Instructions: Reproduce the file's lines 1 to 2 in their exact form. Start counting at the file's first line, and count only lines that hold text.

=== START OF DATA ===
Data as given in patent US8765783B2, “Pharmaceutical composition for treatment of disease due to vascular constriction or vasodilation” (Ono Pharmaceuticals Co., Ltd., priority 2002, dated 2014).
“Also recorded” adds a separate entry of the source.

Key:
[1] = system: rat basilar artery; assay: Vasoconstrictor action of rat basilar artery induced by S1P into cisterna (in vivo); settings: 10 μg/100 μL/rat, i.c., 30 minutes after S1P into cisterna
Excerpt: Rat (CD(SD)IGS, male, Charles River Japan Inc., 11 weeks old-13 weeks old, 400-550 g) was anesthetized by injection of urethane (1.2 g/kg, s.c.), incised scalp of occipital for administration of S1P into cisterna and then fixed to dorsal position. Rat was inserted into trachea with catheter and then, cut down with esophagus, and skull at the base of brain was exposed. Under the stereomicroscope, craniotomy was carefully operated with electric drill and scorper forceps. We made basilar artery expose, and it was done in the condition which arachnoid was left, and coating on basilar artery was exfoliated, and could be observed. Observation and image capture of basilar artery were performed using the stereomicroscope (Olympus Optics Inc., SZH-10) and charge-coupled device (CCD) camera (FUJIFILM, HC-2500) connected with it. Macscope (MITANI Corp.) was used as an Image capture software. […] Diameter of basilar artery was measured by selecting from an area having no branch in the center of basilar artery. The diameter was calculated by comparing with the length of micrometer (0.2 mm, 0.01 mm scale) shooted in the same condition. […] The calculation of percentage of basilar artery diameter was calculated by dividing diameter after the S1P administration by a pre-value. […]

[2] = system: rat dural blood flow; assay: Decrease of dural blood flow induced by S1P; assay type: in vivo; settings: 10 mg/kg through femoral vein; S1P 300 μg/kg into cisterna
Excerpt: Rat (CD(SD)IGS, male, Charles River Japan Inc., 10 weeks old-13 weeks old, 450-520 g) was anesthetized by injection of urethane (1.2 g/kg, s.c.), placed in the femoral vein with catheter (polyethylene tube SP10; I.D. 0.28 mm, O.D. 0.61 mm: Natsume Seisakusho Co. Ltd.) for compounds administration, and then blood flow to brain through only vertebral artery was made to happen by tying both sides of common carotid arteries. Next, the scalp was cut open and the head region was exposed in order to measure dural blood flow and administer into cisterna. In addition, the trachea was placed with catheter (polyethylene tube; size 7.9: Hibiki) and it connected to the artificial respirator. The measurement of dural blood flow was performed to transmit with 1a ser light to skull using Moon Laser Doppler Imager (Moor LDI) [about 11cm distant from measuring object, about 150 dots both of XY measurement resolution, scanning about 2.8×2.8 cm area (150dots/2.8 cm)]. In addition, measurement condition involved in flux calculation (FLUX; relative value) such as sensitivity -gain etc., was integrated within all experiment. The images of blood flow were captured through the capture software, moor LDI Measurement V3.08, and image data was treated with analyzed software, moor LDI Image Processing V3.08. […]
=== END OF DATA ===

Data as given in patent US8765783B2, “Pharmaceutical composition for treatment of disease due to vascular constriction or vasodilation” (Ono Pharmaceuticals Co., Ltd., priority 2002, dated 2014).
“Also recorded” adds a separate entry of the source.